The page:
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You’re Not the Boss of Me!

Uncovering the roots of entrepreneurship

Are you your own boss? If so, does that automatically make you an entrepreneur? That’s what I want to explore — how such professional independence intersects with an individual’s values and purpose.

It’s a theme that falls in line with my approach to nearly all of the columns I write: Who are you at your core, and how does that drive the way you love, live, parent or lead? What’s more, if you are an entrepreneur, how do you integrate your core values and purpose into the way you move through life?

As you read this, consider the following:

  • Is entrepreneurship your side-hustle or something more?
  • What motivates your entrepreneurship?
  • Is it the satisfaction of being the boss, working for yourself and making big decisions?
  • Is it because you get to encourage others to support and help realize a shared vision for a project, company or organization?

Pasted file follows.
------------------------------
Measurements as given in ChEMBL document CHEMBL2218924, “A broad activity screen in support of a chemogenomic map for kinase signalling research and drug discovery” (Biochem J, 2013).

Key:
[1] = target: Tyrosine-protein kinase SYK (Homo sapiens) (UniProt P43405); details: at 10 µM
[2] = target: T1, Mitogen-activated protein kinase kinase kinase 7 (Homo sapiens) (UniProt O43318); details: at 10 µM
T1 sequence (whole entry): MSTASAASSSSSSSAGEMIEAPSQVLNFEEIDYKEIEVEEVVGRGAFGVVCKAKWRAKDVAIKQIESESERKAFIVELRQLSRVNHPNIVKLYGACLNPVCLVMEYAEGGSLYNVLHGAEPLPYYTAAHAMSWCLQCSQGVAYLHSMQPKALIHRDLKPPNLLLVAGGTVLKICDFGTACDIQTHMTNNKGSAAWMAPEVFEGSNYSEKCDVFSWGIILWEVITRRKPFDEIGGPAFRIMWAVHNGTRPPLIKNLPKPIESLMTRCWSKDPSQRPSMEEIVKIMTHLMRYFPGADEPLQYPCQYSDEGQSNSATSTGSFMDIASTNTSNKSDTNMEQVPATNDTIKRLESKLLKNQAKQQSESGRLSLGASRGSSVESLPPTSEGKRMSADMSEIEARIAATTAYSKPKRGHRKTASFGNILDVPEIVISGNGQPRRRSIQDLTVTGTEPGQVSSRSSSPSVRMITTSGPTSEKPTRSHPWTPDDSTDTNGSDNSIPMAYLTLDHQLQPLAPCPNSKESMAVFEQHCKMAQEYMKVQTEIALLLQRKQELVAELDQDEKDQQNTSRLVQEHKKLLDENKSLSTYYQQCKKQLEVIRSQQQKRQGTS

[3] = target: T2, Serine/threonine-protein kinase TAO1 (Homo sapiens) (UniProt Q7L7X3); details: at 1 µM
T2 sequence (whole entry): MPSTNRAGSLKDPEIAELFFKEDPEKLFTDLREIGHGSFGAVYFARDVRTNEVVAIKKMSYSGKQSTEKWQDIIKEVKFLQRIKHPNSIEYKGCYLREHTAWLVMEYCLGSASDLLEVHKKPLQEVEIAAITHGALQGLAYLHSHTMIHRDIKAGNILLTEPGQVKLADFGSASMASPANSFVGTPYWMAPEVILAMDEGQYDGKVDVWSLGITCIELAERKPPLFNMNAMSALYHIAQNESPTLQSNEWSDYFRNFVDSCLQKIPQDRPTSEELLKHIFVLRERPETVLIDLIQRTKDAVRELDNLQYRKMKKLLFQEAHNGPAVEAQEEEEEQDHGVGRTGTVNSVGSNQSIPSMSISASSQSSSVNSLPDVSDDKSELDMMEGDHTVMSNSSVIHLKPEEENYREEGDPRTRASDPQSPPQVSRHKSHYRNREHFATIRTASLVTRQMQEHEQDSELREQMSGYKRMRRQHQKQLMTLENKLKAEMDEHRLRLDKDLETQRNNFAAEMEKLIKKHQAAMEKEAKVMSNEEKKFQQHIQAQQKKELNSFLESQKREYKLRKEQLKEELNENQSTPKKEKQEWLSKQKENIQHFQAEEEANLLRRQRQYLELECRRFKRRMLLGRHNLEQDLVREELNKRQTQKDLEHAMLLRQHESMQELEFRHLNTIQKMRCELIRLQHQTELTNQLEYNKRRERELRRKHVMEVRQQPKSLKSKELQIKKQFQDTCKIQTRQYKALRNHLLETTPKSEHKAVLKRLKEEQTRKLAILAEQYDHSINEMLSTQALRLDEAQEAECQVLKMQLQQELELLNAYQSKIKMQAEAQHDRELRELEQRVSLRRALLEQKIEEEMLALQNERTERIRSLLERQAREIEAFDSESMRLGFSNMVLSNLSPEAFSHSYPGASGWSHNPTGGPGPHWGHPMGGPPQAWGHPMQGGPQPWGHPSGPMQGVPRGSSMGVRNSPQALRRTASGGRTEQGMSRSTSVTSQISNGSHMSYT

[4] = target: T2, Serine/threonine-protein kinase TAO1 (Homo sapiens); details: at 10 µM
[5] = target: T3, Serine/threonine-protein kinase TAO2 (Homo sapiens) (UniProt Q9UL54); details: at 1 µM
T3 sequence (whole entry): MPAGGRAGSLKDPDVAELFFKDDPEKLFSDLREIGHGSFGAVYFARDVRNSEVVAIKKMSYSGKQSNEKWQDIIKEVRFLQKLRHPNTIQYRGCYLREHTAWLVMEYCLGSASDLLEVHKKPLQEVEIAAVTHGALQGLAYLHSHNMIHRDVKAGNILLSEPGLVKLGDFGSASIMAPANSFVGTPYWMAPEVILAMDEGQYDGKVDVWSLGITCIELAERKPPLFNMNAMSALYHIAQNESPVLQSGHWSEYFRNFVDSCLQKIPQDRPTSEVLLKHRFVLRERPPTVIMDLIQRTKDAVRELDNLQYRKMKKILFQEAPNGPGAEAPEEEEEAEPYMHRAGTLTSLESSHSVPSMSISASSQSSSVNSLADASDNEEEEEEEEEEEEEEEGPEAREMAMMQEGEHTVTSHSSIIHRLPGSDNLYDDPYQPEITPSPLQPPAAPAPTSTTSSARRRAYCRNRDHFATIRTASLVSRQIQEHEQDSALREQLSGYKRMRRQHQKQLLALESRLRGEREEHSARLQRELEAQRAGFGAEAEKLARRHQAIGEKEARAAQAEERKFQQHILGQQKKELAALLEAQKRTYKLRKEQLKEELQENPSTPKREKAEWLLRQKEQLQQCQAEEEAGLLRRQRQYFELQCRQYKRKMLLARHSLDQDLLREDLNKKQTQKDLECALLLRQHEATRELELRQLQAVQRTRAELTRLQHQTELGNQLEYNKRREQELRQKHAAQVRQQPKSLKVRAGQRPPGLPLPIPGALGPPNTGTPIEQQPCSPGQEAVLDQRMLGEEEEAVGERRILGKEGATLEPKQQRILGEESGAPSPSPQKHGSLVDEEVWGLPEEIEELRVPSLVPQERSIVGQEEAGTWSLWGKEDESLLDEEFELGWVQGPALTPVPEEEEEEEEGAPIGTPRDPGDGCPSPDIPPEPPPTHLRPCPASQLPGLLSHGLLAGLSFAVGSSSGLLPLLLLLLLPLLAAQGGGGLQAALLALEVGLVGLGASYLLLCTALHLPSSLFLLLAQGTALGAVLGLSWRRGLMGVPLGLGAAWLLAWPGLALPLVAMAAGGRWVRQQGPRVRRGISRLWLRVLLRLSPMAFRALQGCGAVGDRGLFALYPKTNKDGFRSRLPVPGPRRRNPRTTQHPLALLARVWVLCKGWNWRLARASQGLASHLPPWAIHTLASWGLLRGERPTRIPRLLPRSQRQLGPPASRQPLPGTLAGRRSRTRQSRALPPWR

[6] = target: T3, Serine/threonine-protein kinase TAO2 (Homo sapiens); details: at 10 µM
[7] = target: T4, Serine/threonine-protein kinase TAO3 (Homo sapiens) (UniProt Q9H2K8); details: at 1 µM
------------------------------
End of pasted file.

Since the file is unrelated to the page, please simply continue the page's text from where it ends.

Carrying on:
• Do you truly control your own destiny?

Your answers to these questions will help forge your own beliefs on the components of successful entrepreneurship. In the meantime, I’ll share with you what several leaders who consider themselves entrepreneurs, had to say on the subject. It turns out, there’s even more to their success.

“There has to be some innovation,” says Celsa Snead, executive director of The Mentoring Center, an Oakland, California-based organization that aims to move youth through whatever challenges they face toward healthy, successful lives. Snead is a lawyer, activist, nonprofit leader and youth advocate. She believes that individuals can espouse an entrepreneurial spirit while working for someone else, just as long as their work excites and inspires them.

Entrepreneurship happens, she says, when creative autonomy is paired with encouragement to thrive and produce something powerful. “As individuals, we should try to cultivate an entrepreneurial spirit wherever we are,” Snead adds. “It’s not just about owning your own business.”

But what about values and purpose?Where do these elements fit into the life of an entrepreneur?

Entrepreneurs who have clarity on their internal compass and core values tend to approach ownership in exciting and powerful ways. Their values serve as a filter and touchstone, pushing them through to the finish line of a project, business or organization. Knowing their purpose means they realize what they are uniquely meant to contribute to the world. This type of knowledge elevates entrepreneurship to a new level, as purpose-driven leaders always know ‘the why’ behind ‘the what.’

You see, entrepreneurship can be activated even when your name is not on the marquee.

So, who’s the boss of you now?


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